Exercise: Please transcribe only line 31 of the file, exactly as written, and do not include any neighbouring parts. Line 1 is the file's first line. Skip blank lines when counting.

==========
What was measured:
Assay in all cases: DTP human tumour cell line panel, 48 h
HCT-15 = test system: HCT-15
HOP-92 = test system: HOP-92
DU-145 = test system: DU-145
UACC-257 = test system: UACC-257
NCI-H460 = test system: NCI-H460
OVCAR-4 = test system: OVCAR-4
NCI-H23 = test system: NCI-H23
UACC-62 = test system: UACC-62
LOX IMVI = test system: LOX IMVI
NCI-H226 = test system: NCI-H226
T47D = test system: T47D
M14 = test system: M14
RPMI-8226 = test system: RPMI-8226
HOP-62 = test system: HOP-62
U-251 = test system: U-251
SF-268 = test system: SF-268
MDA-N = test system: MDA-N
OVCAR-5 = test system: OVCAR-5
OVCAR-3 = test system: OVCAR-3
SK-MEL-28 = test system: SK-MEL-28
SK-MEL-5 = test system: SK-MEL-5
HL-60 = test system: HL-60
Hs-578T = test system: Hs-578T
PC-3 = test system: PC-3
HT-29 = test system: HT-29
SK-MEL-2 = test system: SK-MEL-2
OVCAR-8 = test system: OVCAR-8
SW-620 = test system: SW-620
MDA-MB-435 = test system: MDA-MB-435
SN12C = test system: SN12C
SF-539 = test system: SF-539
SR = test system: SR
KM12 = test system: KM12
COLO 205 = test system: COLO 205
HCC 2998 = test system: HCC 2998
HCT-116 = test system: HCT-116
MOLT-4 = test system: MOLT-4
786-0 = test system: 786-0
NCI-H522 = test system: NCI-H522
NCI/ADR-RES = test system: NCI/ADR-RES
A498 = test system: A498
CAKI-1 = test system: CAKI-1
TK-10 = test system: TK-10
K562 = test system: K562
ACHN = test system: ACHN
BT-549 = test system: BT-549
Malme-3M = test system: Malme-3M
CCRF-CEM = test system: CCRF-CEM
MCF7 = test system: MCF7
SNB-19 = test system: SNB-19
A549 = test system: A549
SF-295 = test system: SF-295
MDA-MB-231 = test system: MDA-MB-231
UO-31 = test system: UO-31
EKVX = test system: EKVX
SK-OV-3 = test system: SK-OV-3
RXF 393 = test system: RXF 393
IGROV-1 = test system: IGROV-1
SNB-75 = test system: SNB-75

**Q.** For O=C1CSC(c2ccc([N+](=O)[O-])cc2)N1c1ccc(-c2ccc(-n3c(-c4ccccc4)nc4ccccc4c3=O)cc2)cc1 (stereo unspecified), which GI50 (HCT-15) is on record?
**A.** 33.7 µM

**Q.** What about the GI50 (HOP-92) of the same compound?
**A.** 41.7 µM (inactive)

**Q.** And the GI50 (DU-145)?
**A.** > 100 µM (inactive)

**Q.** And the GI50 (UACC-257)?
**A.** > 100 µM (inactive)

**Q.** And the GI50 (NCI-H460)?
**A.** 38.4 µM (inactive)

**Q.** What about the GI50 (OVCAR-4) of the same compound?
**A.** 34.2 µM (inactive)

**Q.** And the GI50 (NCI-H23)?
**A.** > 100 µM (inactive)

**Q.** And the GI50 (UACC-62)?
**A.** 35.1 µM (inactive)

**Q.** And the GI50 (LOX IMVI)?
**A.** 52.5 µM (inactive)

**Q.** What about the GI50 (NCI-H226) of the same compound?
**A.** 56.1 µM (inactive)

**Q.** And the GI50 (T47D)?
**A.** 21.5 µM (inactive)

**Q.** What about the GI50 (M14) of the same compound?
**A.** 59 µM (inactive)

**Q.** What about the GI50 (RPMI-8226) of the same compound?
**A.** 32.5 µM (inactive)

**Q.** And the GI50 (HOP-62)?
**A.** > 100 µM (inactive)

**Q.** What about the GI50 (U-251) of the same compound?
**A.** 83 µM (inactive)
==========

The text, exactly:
MDA-MB-435 = test system: MDA-MB-435